Fire-related deaths show decline
Firefighters attended more than 1,500 hoax and malicious call-outs last year, the Irish Chief Fire Officers Association (CFOA) said today.
Records show the number of fire-related incidents has fallen 14 per cent over the last five years, with the amount of car crashes attended by crews down by a quarter.
The CFOA confirmed the seven fatalities from fire so far this year was also lower than previous years.
Seamus Murphy, chairman and Mayo County fire officer, said the introduction of fire and road safety awareness initiatives had contributed to the reduction in fire-related deaths and emergency calls.
There were 38 fire-related deaths last year; the same in 2010; 42 in 2009; 35 in 2008; and 41 in 2007.
A survey of more than 20 county and fire rescue service units found the number of malicious false alarms remained "unacceptably high", accounting for 3 per cent of the estimated 50,000 call-outs around the country last year.
The figures were published at the two-day CFOA conference in Dundalk, which was opened by Minister for the Environment Phil Hogan.
Mr Hogan said there was excellent collaboration between the fire service and community and voluntary sectors, particularly during severe weather.
"I firmly believe that it is through working with communities themselves, not only by responding when a fire or emergency happens, that we can improve public safety," Mr Hogan said.
Irish and British fire service developments, regionalism of the fire service, the provision of combined fire and ambulance service, an effective building control system, operational risk-taking, and the use of computer fire models were among the issues discussed by delegates.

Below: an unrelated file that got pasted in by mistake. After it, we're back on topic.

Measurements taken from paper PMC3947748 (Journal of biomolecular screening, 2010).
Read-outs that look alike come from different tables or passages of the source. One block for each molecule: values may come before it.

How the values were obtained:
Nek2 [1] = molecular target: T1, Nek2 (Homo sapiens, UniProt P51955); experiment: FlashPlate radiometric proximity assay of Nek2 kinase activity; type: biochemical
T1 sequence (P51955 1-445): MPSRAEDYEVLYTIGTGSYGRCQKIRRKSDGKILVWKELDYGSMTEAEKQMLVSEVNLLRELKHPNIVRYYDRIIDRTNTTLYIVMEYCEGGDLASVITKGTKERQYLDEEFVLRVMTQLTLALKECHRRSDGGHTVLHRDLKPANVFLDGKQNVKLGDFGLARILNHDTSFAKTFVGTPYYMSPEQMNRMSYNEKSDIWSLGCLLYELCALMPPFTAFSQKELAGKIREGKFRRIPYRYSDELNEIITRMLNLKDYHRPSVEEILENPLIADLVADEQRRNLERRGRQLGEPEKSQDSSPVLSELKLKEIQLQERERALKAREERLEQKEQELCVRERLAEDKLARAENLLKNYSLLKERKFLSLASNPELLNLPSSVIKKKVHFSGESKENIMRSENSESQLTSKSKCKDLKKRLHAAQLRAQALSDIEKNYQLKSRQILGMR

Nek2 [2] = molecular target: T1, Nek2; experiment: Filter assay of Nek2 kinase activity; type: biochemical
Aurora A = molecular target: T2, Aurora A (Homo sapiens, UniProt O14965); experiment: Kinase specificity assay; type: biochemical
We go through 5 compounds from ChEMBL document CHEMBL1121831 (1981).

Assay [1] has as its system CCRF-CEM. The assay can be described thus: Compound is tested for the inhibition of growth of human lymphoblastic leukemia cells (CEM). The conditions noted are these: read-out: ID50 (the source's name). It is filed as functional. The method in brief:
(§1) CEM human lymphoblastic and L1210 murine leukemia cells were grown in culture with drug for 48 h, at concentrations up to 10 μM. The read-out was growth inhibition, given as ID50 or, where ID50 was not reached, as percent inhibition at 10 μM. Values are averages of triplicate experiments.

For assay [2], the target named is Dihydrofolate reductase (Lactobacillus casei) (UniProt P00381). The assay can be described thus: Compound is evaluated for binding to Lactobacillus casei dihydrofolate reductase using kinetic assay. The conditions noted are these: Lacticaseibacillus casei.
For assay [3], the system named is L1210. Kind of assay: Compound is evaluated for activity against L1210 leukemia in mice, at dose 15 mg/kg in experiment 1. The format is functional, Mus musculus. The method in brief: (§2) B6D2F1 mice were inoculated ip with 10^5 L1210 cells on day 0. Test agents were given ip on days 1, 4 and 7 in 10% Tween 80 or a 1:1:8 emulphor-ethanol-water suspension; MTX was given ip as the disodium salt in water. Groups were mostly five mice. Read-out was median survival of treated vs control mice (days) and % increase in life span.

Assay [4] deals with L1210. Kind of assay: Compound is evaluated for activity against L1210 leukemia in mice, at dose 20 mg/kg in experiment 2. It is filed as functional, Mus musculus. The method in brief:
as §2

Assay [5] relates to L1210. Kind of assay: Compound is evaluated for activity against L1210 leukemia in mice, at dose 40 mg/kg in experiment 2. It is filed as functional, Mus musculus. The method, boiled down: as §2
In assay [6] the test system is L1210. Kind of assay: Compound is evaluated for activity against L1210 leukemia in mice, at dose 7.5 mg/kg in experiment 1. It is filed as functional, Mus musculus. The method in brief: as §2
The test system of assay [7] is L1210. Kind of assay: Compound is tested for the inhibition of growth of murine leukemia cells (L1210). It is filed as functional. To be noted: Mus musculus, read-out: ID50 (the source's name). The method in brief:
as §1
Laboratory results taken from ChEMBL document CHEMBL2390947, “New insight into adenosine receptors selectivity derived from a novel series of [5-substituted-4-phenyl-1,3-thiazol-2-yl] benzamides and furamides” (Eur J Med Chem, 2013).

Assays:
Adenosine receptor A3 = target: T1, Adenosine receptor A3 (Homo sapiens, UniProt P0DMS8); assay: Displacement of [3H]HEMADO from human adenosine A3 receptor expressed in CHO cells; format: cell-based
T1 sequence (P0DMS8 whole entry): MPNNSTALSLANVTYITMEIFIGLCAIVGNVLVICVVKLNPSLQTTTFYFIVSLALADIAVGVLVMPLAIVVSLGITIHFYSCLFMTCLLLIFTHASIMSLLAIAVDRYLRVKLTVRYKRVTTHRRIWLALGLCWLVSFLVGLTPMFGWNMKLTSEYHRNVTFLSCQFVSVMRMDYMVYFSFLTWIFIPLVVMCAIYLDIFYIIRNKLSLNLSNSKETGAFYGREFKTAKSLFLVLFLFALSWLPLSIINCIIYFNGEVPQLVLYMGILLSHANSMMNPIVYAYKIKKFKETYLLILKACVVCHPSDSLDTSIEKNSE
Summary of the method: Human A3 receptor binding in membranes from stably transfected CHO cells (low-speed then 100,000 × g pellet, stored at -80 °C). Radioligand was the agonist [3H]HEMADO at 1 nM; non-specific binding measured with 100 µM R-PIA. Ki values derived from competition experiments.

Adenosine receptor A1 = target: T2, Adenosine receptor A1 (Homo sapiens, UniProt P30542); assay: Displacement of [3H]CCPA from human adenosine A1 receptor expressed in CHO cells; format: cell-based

Mr Hogan also warned there was a need to review service delivery structures to ensure the best systems for effective delivery.
"Public services, such as the fire services, are evaluated by reference to their contribution to society, efficiency and value-for-money," he added.
“In this context we must be able to demonstrate value-for-money in the €260 million of revenue which local authorities spend on their fire services every year.
"Bringing about the agreed changes will fall to yourselves in your role as service leaders and managers.
"However, you have good experience of collaborative implementation of previous initiatives which bodes well for the future of the fire service," he said.
Mr Murphy said his members were willing to continue to work with agencies to explore what structures and arrangements were best suited to provide a fire service for the future.
"It is imperative that the Government works toward a fire service that provides the current range of services in an effective and efficient manner and is acceptable and responsive to local communities," he added.
"Any proposed changes should be well researched and based on sound economics.
"It would be unacceptable to fire officers and the communities they serve if any newly introduced structures and arrangements were less efficient and less responsive than the current model."